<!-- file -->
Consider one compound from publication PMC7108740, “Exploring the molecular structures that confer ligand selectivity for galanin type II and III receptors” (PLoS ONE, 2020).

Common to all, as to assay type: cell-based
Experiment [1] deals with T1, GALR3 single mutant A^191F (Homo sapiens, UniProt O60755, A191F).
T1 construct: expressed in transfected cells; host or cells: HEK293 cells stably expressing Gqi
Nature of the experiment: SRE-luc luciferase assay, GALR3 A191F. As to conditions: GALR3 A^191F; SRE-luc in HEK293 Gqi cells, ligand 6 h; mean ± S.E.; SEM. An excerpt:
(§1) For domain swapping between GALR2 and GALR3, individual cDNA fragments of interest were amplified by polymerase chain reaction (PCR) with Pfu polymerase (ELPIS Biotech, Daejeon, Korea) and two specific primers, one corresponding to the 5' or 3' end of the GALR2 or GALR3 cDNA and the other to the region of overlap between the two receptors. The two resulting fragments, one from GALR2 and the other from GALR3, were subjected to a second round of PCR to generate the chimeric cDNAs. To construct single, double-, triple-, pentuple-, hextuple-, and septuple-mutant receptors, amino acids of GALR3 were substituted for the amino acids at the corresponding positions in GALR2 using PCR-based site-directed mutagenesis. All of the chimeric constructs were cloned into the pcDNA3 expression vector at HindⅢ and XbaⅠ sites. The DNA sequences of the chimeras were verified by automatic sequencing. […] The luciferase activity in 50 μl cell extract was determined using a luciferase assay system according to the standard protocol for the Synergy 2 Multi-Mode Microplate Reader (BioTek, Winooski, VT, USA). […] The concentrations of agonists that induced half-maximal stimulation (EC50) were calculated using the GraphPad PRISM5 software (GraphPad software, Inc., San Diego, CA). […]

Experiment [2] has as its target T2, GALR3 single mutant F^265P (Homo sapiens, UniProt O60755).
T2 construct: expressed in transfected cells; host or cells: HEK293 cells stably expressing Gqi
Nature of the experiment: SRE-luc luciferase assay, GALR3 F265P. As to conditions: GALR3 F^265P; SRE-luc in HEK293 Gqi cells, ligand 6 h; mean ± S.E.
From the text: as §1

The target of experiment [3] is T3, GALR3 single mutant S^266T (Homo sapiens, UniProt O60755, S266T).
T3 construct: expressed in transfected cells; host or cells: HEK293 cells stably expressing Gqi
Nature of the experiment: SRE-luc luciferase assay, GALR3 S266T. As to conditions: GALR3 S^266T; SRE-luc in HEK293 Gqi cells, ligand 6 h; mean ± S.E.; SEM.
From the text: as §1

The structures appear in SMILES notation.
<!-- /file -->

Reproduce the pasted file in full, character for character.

Consider one compound from publication PMC7108740, “Exploring the molecular structures that confer ligand selectivity for galanin type II and III receptors” (PLoS ONE, 2020).

Common to all, as to assay type: cell-based
Experiment [1] deals with T1, GALR3 single mutant A^191F (Homo sapiens, UniProt O60755, A191F).
T1 construct: expressed in transfected cells; host or cells: HEK293 cells stably expressing Gqi
Nature of the experiment: SRE-luc luciferase assay, GALR3 A191F. As to conditions: GALR3 A^191F; SRE-luc in HEK293 Gqi cells, ligand 6 h; mean ± S.E.; SEM. An excerpt:
(§1) For domain swapping between GALR2 and GALR3, individual cDNA fragments of interest were amplified by polymerase chain reaction (PCR) with Pfu polymerase (ELPIS Biotech, Daejeon, Korea) and two specific primers, one corresponding to the 5' or 3' end of the GALR2 or GALR3 cDNA and the other to the region of overlap between the two receptors. The two resulting fragments, one from GALR2 and the other from GALR3, were subjected to a second round of PCR to generate the chimeric cDNAs. To construct single, double-, triple-, pentuple-, hextuple-, and septuple-mutant receptors, amino acids of GALR3 were substituted for the amino acids at the corresponding positions in GALR2 using PCR-based site-directed mutagenesis. All of the chimeric constructs were cloned into the pcDNA3 expression vector at HindⅢ and XbaⅠ sites. The DNA sequences of the chimeras were verified by automatic sequencing. […] The luciferase activity in 50 μl cell extract was determined using a luciferase assay system according to the standard protocol for the Synergy 2 Multi-Mode Microplate Reader (BioTek, Winooski, VT, USA). […] The concentrations of agonists that induced half-maximal stimulation (EC50) were calculated using the GraphPad PRISM5 software (GraphPad software, Inc., San Diego, CA). […]

Experiment [2] has as its target T2, GALR3 single mutant F^265P (Homo sapiens, UniProt O60755).
T2 construct: expressed in transfected cells; host or cells: HEK293 cells stably expressing Gqi
Nature of the experiment: SRE-luc luciferase assay, GALR3 F265P. As to conditions: GALR3 F^265P; SRE-luc in HEK293 Gqi cells, ligand 6 h; mean ± S.E.
From the text: as §1

The target of experiment [3] is T3, GALR3 single mutant S^266T (Homo sapiens, UniProt O60755, S266T).
T3 construct: expressed in transfected cells; host or cells: HEK293 cells stably expressing Gqi
Nature of the experiment: SRE-luc luciferase assay, GALR3 S266T. As to conditions: GALR3 S^266T; SRE-luc in HEK293 Gqi cells, ligand 6 h; mean ± S.E.; SEM.
From the text: as §1

The structures appear in SMILES notation.